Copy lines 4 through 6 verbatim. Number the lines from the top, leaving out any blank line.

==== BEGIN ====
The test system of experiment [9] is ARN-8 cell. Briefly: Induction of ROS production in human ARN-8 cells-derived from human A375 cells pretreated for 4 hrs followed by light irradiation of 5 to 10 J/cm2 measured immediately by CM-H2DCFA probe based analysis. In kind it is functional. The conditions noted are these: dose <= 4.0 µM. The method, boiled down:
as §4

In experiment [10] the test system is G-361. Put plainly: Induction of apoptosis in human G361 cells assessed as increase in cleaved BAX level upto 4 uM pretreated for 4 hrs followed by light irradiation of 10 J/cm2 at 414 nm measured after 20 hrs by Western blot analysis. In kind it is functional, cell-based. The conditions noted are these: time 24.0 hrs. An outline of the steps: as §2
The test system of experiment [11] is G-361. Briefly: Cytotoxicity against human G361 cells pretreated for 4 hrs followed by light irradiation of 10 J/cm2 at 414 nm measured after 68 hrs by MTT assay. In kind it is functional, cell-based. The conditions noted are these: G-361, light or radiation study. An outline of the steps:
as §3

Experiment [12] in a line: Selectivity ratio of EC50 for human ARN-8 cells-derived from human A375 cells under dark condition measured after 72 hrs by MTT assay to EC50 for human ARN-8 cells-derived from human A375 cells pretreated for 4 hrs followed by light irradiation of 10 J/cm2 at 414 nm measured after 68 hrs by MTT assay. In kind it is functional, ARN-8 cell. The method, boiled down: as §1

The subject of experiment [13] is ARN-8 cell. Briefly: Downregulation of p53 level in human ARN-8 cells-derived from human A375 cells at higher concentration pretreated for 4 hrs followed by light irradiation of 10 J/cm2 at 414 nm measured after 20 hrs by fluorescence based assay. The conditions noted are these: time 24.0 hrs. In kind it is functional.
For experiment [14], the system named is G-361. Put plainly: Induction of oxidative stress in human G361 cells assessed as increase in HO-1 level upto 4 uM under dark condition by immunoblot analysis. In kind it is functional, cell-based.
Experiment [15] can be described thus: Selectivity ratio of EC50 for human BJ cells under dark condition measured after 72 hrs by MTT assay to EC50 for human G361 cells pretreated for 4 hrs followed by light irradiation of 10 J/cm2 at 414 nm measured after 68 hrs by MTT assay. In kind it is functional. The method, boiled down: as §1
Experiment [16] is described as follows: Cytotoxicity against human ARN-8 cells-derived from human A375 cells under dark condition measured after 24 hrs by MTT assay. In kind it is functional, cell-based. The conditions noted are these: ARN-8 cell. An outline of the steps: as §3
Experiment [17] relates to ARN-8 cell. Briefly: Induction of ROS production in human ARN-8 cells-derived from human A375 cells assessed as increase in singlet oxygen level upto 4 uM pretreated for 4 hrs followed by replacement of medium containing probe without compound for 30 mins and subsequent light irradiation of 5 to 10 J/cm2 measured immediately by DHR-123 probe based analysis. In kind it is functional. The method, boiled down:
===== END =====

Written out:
The test system of experiment [11] is G-361. Briefly: Cytotoxicity against human G361 cells pretreated for 4 hrs followed by light irradiation of 10 J/cm2 at 414 nm measured after 68 hrs by MTT assay. In kind it is functional, cell-based. The conditions noted are these: G-361, light or radiation study. An outline of the steps:
as §3

Experiment [12] in a line: Selectivity ratio of EC50 for human ARN-8 cells-derived from human A375 cells under dark condition measured after 72 hrs by MTT assay to EC50 for human ARN-8 cells-derived from human A375 cells pretreated for 4 hrs followed by light irradiation of 10 J/cm2 at 414 nm measured after 68 hrs by MTT assay. In kind it is functional, ARN-8 cell. The method, boiled down: as §1